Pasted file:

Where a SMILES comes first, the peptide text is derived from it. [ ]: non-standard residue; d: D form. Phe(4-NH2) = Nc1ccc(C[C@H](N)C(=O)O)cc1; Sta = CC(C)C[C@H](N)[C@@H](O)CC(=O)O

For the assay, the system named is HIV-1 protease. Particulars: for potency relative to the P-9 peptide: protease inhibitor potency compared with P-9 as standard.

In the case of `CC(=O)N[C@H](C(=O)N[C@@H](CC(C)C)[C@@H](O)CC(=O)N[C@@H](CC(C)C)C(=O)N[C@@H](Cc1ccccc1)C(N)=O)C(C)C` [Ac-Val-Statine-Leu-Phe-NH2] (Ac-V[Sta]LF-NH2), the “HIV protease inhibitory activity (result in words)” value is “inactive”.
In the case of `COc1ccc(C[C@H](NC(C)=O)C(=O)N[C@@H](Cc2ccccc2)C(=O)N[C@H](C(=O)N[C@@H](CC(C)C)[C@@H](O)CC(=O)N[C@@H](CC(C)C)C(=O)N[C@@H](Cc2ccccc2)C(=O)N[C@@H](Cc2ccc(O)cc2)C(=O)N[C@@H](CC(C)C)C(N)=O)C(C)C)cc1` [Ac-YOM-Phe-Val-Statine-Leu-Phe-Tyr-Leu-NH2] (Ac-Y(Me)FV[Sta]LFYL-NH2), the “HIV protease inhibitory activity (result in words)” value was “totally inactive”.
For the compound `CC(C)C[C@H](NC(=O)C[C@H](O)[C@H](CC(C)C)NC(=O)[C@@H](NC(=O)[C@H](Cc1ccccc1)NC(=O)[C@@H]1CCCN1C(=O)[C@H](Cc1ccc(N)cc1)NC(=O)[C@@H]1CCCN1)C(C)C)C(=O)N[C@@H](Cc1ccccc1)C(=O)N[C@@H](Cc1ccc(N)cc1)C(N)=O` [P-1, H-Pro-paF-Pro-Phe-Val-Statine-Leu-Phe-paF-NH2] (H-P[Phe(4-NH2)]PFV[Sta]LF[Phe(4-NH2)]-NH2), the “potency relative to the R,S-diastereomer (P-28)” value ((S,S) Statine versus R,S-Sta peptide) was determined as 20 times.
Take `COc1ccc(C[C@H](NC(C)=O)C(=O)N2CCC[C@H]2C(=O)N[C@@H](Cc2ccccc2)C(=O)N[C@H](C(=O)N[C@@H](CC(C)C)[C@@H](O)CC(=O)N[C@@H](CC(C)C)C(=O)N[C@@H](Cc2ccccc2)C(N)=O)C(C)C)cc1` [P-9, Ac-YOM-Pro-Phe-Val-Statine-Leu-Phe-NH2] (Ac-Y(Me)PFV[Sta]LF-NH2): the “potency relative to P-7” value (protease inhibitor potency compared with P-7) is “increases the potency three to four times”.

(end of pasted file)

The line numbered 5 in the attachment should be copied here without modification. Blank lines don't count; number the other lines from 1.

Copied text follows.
For the compound `CC(C)C[C@H](NC(=O)C[C@H](O)[C@H](CC(C)C)NC(=O)[C@@H](NC(=O)[C@H](Cc1ccccc1)NC(=O)[C@@H]1CCCN1C(=O)[C@H](Cc1ccc(N)cc1)NC(=O)[C@@H]1CCCN1)C(C)C)C(=O)N[C@@H](Cc1ccccc1)C(=O)N[C@@H](Cc1ccc(N)cc1)C(N)=O` [P-1, H-Pro-paF-Pro-Phe-Val-Statine-Leu-Phe-paF-NH2] (H-P[Phe(4-NH2)]PFV[Sta]LF[Phe(4-NH2)]-NH2), the “potency relative to the R,S-diastereomer (P-28)” value ((S,S) Statine versus R,S-Sta peptide) was determined as 20 times.